Today and forever more.
Today and forever more — each repeats it to himself, and holds firmly to it.
“We remember the dead of our movement and the great war.” — The flags sink as the song of good comrades plays softly.
Would that you could be with us, you who gave your lives on Europe’s battlefields, who gave your blood on the streets in the struggle for Germany. If only you could see what — in only four years — has become of your Germany. The heart grows heavy, old wounds reappear — then a voice orders “Raise the flags! Heads high! Sadness may not overwhelm us! Germany must live!”
Turning toward the Führer, Reich Organization Leader Dr. Ley speaks the words of the oath to the gathered formation:
My Führer! The political leaders of the party stand before you. Millions more of them throughout the country join us in this festive hour and listen with us. They are men of every class and occupation: workers, craftsmen, farmers, professionals, They and their flags have come from everywhere. My Führer! These men want to tell you how much the people love and honor you. They want to see you and hear you. That gives each of them strength for the coming year.
These men thank you, My Führer, as do we all, because you, My Führer, believed in us at a time when all were in despair. No one besides you, My Führer, can take the credit for having saved Germany. You alone saved Germany. (Jubilant agreement.)
When this people collapsed because its leaders failed and as fate asked each of us “Do you believe in Germany,” the best of us despaired and the others chased after the false gods of the economy and money. No one was able to answer without hesitation: “Yes, fate, I believe!” Only you, My Führer, said then: “Yes, fate, I believe in Germany and in the German worker!” (Renewed agreement from the masses.) These men thank you for that. The whole nation thanks you, because at that time you did not doubt the German people, but believed in them.”
I wish to express our thanks and everything that we carry in our hears in the following confession of faith:
In this sacred hour, as the endless dome towers over us and into eternity, this we pledge: We believe in the Lord God in heaven who created us, who leads and protects us, and who has sent you, My Führer, to free Germany. That we believe, My Führer. (Thunderous applause demonstrates the agreement of the masses.)
Now the Führer speaks to his political leaders.
My party comrades! Men of the National Socialist movement!
We meet here for the fourth time. How this field has changed! So has our Reich! And so, we can say with even greater pride, has our people!
We have experienced in these four years the miracle of a resurrection of a defeated and demoralized and suppressed people. Today this people stands before us once more, restored in outlook and heart.
Each time we come to this city, we can look back on a year of work, but also on a year of accomplishments. Three years ago as we met the world was in motion. There may have been some who thought the wheel of history could be rolled back. A year later, two years ago, we had just taken steps necessary to preserve the strength of the movement. A year ago the threading clouds of enemy opposition hung over Germany, foreign rejection and threatening misunderstandings. Now we are here once more and all of us, you and I and the nation, know that the time of inner turmoil is as much behind us as is the time of external threats. (Stormy applause from hundreds of thousands.)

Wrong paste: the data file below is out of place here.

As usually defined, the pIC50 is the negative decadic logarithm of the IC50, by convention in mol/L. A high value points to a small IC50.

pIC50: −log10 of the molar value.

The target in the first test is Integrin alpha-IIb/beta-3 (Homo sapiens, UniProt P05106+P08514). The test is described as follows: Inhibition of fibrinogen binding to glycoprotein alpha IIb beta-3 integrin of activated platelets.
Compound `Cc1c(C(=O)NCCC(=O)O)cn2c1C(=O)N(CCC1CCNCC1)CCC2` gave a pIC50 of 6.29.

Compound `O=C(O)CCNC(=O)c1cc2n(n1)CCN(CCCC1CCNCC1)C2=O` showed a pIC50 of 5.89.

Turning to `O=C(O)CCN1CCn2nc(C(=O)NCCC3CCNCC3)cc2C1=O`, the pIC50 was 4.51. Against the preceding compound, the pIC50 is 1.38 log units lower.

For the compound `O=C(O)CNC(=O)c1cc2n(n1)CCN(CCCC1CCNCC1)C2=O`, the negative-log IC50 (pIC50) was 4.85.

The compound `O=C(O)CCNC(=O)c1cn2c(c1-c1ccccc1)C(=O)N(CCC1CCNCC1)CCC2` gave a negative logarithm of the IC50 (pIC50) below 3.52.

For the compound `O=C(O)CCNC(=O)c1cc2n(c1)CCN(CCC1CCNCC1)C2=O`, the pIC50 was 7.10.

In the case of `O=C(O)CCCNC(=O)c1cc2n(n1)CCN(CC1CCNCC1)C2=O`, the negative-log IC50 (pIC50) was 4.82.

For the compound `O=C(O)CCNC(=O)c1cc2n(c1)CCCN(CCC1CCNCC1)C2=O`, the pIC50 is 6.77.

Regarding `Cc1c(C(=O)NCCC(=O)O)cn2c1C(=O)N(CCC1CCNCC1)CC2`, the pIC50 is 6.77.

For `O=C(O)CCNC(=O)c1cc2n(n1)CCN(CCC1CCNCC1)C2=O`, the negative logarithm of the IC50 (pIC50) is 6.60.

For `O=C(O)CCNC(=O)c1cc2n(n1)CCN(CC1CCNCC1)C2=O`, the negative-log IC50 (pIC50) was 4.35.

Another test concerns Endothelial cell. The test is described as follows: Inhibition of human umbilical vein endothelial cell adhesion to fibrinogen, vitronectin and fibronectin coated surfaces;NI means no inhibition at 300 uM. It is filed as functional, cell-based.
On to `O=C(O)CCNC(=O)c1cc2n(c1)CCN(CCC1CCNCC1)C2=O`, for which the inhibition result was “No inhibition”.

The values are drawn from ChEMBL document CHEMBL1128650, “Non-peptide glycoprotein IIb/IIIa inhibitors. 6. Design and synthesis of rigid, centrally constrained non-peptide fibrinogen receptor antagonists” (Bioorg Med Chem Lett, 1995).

As we have come together here, so too today the German people has come together. As you have marched here in columns beneath your flags, my flag bearers, the German people are behind you! I have reminded the German people in my proclamation of the wonders of the past four years. We are reminded at this festival what has become of the German people.
What a spirit seized our people! How proud and manly it has once more become. It has overcome all the powers of destruction, collapse and dishonor, and has found once again the path to honor! Today we can again be proud of our people! This miracle that has renewed our people, my fighting comrades, is not a gift from heaven given to those unworthy of it.
Never has there been a movement that struggled with more fanatic, devoted, sacrificial commitment to national resurrection than we have shown in the past eighteen years! (Stormy applause.)
We have fought for our people for the souls of millions, of our workers, our farmers, our citizens! We have fought as one fights only for the most priceless gift that this world has to offer. What have we given over these years in work, in sacrifice, in devotion, in fanaticism, in contempt of death! We were successful not only because I was your leader, but rather far more because you were my followers. (Enthusiastic jubilation.)
We feel once more in this moment the miracle that brought us together! You heard once the voice of a man that moved your hearts, that awakened you, and you followed this voice. You followed for years without even seeing the bearer of the voice himself. You heard only the voice, and you followed.